Another major charge was articulated to great effect by Alice Walker, the renowned African American author best known for her 1982 Pulitzer Prize and National Book Award-winning novel, “The Color Purple.” Ironically, Ms. Walker also hails from Eatonton.
In a 1980 essay, “The Dummy in the Window: Joel Chandler Harris and the Creation of Uncle Remus,” she said Harris had stolen a good part of her heritage. Even worse, it has been added, he profited greatly from doing so.
So, what are we to make of all of this?
A look at the man’s life provides important context.
A humble beginning
Harris was born an “illegitimate” child in 1848. His parents never married, and his father fled shortly after Harris was born Dec. 9, 1845, according to the heavily researched 1987 book, “Joel Chandler Harris, A Biography and Critical Study,” by R. Bruce Bickley Jr. The 1848 birthdate reflects that listed in a family Bible more recently discovered. But this still may be wrong. Many believe Harris lied about his age to avoid serving in the Civil War.
Harris’ father was long believed to be an Irish laborer, but no one ever will know for sure, says Pat McDade, docent and hostess at the Uncle Remus Museum in Eatonton — which was constructed with materials from three slave cabins. Early Harris family works only report that his father “ran off because he would never be accepted,” she says.
Already stigmatized by his illegitimacy and poverty, his assumed Irish heritage (the Irish were frowned upon at the time), his red hair, freckles and stutter, Harris also was small and skinny.
These factors, and the ridicule they brought, formed in Harris a life-long “deep-seated anxiety and insecurity about his public and private self,” Mr. Bickely wrote.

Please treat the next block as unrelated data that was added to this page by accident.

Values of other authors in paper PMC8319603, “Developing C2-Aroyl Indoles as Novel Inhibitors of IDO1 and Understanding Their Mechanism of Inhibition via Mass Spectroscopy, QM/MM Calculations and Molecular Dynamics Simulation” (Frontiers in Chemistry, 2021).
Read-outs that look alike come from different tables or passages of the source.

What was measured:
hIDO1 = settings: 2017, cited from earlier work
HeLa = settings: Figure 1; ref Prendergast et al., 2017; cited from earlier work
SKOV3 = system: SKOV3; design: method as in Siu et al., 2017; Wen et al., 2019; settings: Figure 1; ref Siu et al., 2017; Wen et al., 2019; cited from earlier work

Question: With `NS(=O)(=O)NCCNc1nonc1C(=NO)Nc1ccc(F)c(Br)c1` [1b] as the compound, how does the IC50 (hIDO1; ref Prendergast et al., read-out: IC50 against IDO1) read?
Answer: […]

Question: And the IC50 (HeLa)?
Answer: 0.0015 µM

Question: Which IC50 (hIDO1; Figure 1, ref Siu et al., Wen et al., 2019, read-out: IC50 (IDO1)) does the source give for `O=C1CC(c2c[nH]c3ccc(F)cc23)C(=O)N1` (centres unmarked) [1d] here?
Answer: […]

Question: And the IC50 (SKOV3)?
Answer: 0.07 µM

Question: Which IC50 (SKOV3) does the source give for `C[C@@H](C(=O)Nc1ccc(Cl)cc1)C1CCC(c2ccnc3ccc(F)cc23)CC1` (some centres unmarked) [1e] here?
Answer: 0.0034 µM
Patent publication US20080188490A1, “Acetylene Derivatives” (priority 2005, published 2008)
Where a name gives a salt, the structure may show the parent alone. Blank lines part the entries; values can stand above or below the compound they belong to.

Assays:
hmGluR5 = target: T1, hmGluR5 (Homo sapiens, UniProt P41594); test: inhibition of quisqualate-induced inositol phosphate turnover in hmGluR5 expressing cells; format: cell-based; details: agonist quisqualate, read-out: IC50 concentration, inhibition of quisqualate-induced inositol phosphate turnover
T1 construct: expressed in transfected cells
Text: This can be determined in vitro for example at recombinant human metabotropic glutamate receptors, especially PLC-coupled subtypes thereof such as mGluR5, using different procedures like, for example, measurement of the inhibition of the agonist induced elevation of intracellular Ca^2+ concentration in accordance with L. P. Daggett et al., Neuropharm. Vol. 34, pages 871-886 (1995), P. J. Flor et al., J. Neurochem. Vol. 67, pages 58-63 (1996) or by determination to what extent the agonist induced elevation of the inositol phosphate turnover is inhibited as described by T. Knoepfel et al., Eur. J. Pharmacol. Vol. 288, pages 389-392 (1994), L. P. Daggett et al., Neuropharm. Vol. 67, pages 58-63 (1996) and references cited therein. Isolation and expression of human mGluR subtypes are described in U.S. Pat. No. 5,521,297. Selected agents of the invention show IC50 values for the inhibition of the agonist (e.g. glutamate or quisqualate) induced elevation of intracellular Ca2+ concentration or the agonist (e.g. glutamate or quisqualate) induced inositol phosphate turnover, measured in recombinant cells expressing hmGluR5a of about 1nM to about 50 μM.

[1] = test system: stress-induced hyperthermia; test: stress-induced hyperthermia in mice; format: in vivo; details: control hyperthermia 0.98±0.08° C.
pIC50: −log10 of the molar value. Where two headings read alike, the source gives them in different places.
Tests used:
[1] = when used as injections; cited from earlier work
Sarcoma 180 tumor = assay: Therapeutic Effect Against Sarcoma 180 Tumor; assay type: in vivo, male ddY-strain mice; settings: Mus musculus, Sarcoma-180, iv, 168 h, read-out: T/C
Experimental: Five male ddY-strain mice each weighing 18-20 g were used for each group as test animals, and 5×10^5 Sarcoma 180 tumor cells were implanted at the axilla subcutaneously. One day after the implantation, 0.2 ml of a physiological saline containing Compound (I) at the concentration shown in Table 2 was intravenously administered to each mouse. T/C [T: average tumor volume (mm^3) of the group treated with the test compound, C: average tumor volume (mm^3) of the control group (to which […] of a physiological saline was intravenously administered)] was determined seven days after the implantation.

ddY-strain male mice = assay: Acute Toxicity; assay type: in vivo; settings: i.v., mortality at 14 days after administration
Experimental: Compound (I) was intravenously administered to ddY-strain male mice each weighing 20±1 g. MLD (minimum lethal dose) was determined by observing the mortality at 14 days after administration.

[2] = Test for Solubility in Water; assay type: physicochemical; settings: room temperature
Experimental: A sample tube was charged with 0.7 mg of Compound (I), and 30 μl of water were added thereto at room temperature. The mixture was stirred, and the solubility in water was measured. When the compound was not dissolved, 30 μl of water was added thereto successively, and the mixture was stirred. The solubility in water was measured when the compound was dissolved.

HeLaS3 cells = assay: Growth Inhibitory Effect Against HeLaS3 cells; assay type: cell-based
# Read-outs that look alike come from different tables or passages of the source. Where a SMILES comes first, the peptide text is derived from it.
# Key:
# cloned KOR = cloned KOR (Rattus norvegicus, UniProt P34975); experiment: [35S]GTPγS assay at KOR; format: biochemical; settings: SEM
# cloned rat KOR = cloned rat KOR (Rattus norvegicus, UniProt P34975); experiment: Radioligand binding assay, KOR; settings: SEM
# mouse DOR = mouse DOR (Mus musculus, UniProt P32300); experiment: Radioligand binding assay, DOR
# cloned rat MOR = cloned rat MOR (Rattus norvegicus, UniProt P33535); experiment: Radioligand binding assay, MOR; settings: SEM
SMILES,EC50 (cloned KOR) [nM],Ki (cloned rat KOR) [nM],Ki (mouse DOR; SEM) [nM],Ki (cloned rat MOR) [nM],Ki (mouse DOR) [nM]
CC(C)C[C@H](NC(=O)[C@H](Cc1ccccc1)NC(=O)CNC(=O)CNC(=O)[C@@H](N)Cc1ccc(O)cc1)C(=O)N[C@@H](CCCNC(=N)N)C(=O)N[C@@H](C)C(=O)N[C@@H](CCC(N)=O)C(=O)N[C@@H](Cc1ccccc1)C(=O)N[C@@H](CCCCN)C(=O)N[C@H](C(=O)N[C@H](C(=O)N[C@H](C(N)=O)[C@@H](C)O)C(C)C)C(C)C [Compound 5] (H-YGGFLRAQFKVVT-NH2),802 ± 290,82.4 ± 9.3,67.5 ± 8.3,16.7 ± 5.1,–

Harris himself later admitted to an “absolute horror” of strangers.
But his mother, from a middle-class family, read her son stories, which inspired him to write. He also received some education in a local school — where he was essentially a delinquent and practical joker.
At around age 14, he had to drop out to find work. On March 4, 1862, he saw an advertisement in the first edition of the newspaper, The Countryman, published by Joseph Addison Turner, who owned the nearby Turnwold Plantation. The ad read, “Active intelligent white boy, 14 or 15 years of age is wanted at this office to learn the printing business.” The Uncle Remus Museum has an original copy of that newspaper.
Impressed by Harris’ written application, Turner hired the lad. Harris moved to the 1,000-acre plantation to work for room, board and clothes. But he received far more than that.
Turner, seeing great promise in his young apprentice, gave him access to his immense library, which offered Harris a classical education — and Turner’s social acceptance and affection.
Meanwhile, Harris enjoyed his easygoing hours with the slaves, and enjoyed the affection and mentoring of the main storyteller, Owen Terrell, among others. He clearly felt more at home there than in more formal circles.
A major figure in his own rite, Turner reportedly treated his slaves well, and when the war ended, offered them sharecropping jobs. Mr. Bickley is quick to note, however, that “not all of the influences that Turner had on Joe were positive ones.” He cites Turner’s “fierce sectionalism, both political and literary, and his devotion to the plantation ideal,” i.e., the institution of slavery.
Harris cared deeply for Turner. (When Turner died, Harris remarked, “I don’t think his own children lament him more, or will remember him longer, than the forlorn and friendless boy.”)
So Harris had two father figures at Turnwold: Turner, and Terrell — who is believed to have inspired the Uncle Remus character. All of this would find a home in Harris’ stories. Harris’ much heralded gift for picking up and preserving dialect began here as well.
In May, 1866, the Civil War over, Harris had to leave Turnwold. He was just 18 — or thereabouts. He worked for several newspapers until 1876, when he was hired at the Atlanta Constitution. Post-war Atlanta had “exploded” to a population of about 22,000 people. By this time, the clearly gifted Harris had written everything from editorials to humorous pieces, for which he was quickly gaining a reputation.
Harris married Mary Esther LaRose in 1873; the couple eventually raised six children in the Atlanta home that is now the Wren’s Nest Museum, so named because Harris refused to dislodge a wren’s nest in his mailbox.